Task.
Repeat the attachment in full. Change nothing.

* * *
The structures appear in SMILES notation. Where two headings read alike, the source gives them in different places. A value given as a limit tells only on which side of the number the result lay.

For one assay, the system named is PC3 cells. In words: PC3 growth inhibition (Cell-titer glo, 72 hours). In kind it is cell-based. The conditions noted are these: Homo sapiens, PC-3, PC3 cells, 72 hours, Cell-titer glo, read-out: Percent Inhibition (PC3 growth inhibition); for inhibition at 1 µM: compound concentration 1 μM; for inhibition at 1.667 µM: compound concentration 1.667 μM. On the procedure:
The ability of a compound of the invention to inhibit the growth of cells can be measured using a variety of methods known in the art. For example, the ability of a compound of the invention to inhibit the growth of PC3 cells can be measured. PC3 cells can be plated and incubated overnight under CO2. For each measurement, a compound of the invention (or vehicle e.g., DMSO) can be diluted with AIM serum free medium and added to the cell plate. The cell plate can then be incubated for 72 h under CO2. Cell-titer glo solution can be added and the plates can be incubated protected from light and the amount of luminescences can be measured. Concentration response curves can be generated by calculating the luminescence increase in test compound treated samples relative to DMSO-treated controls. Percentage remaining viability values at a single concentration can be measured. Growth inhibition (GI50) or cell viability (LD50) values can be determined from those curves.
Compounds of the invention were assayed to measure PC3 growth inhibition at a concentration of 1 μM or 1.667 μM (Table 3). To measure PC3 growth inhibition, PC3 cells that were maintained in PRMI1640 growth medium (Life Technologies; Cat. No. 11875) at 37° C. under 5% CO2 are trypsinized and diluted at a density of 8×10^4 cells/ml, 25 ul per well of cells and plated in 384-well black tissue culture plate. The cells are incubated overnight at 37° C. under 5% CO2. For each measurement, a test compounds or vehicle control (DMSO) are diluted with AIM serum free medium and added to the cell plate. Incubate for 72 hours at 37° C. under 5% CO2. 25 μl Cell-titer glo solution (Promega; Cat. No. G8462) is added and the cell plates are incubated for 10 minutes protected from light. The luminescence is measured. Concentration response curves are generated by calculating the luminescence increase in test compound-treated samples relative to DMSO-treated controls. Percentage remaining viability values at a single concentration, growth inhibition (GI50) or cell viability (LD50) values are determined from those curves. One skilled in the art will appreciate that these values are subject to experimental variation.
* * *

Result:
The structures appear in SMILES notation. Where two headings read alike, the source gives them in different places. A value given as a limit tells only on which side of the number the result lay.

For one assay, the system named is PC3 cells. In words: PC3 growth inhibition (Cell-titer glo, 72 hours). In kind it is cell-based. The conditions noted are these: Homo sapiens, PC-3, PC3 cells, 72 hours, Cell-titer glo, read-out: Percent Inhibition (PC3 growth inhibition); for inhibition at 1 µM: compound concentration 1 μM; for inhibition at 1.667 µM: compound concentration 1.667 μM. On the procedure:
The ability of a compound of the invention to inhibit the growth of cells can be measured using a variety of methods known in the art. For example, the ability of a compound of the invention to inhibit the growth of PC3 cells can be measured. PC3 cells can be plated and incubated overnight under CO2. For each measurement, a compound of the invention (or vehicle e.g., DMSO) can be diluted with AIM serum free medium and added to the cell plate. The cell plate can then be incubated for 72 h under CO2. Cell-titer glo solution can be added and the plates can be incubated protected from light and the amount of luminescences can be measured. Concentration response curves can be generated by calculating the luminescence increase in test compound treated samples relative to DMSO-treated controls. Percentage remaining viability values at a single concentration can be measured. Growth inhibition (GI50) or cell viability (LD50) values can be determined from those curves.
Compounds of the invention were assayed to measure PC3 growth inhibition at a concentration of 1 μM or 1.667 μM (Table 3). To measure PC3 growth inhibition, PC3 cells that were maintained in PRMI1640 growth medium (Life Technologies; Cat. No. 11875) at 37° C. under 5% CO2 are trypsinized and diluted at a density of 8×10^4 cells/ml, 25 ul per well of cells and plated in 384-well black tissue culture plate. The cells are incubated overnight at 37° C. under 5% CO2. For each measurement, a test compounds or vehicle control (DMSO) are diluted with AIM serum free medium and added to the cell plate. Incubate for 72 hours at 37° C. under 5% CO2. 25 μl Cell-titer glo solution (Promega; Cat. No. G8462) is added and the cell plates are incubated for 10 minutes protected from light. The luminescence is measured. Concentration response curves are generated by calculating the luminescence increase in test compound-treated samples relative to DMSO-treated controls. Percentage remaining viability values at a single concentration, growth inhibition (GI50) or cell viability (LD50) values are determined from those curves. One skilled in the art will appreciate that these values are subject to experimental variation.